Although this may not sound like a big deal, for a company that made $538,738 in revenue for FY2015, this could be a potential game changer for Bemax. This is due to the fact that a report from McKinsey predicts that online sales are expected to account for 10 to 30 percent of CPG industry sales in the next five years and considering that the company also has its own ecommerce platform, this certainly bodes well for it.
Moreover, the report from 1010data further showed that baby diapers ranked in the top 10 CPG categories with the biggest YOY growth in ecommerce sales at 61 percent. Bemax now expects revenue for the year to come in at between $2.73 million to $3.3 million thanks in part due to the prevalence of ecommerce. While the company only represents a small part of the highly fragmented competition fighting it out for the remaining roughly 30 percent market share not yet under K-C’s or P&G’s control, it illustrates my broader point that CPG companies are waking up to the opportunity fueled by ecommerce.
The market leaders have not been lagging behind either. P&G e-commerce sales are now at $3 billion. The company expects China e-commerce will account for 30% of sales, which it forecasts will exceed $1 billion this year. Kimberly-Clark also stated last year that e-commerce was proving to be an important source of sales and it saw a significant amount of incremental growth coming through such platforms.
"We have a pretty well-developed e-commerce business in Asia and we're working very closely with all the e-commerce players," Anthony J. Palmer, president of global brands and innovation at Kimberly-Clark, said. "We see them as very important customers."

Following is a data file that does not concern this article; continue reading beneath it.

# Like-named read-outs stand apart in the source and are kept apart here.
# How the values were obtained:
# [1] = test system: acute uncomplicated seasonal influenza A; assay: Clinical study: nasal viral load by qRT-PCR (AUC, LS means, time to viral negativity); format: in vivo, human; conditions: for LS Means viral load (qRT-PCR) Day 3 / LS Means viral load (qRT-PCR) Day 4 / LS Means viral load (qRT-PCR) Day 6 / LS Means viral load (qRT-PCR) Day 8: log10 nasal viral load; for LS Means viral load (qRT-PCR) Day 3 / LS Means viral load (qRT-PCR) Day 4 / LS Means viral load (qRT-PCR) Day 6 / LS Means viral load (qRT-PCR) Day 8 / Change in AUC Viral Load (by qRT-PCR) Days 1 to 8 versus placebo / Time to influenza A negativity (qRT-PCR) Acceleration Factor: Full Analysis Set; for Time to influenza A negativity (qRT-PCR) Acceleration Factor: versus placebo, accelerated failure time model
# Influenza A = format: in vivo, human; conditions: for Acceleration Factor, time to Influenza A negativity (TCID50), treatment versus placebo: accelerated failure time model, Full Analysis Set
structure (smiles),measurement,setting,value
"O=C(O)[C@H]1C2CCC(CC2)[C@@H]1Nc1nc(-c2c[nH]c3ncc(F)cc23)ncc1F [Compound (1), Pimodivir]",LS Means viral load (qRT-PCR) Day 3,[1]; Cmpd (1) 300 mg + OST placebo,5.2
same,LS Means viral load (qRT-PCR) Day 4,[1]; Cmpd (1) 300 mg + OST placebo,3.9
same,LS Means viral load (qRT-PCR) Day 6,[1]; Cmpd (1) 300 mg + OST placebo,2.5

Another changing trend observed over the last half of the past year is U.S consumers are changing their spending habits and are willing to spend more on training pants. During P&G’s most recent quarter, the company noted that since it introduced the new Pampers Easy Ups training pants in the U.S., the segment has grown by 16% with Pampers share increasing over four points. Kimberly-Clark also reported that training pants made a major improvement in 2015. The company saw double-digit consumption growth, which carried through to 2016.
While these themes are in no way exhaustive, when it comes down to it, the main question that is likely on most investors’ minds is which of the two market leaders would be a better buy. Both have fairly predictable cash flows and offer investors a similar dividend yield of around 2.9%. With regards to valuation, P&G has a price-earnings (P/E) ratio of 16.4, which is less than its five-year average of 22.1 and is also cheap compared to the industry average of 20. On the other hand, Kimberly-Clark has a P/E ratio of 22.1, which is also lower than its five-year average of 28.5.
Over the past three months, Kimberly-Clark has gained 16%, outperforming both P&G’s 7% gain and the broader S&P 500‘s gain of 3%. As such, I think investors with a long-term perspective would be better off with P&G at current price levels or should wait for a pullback to provide a better entry point for Kimberly-Clark.
Disclosure: I do not own stock in any of the companies mentioned.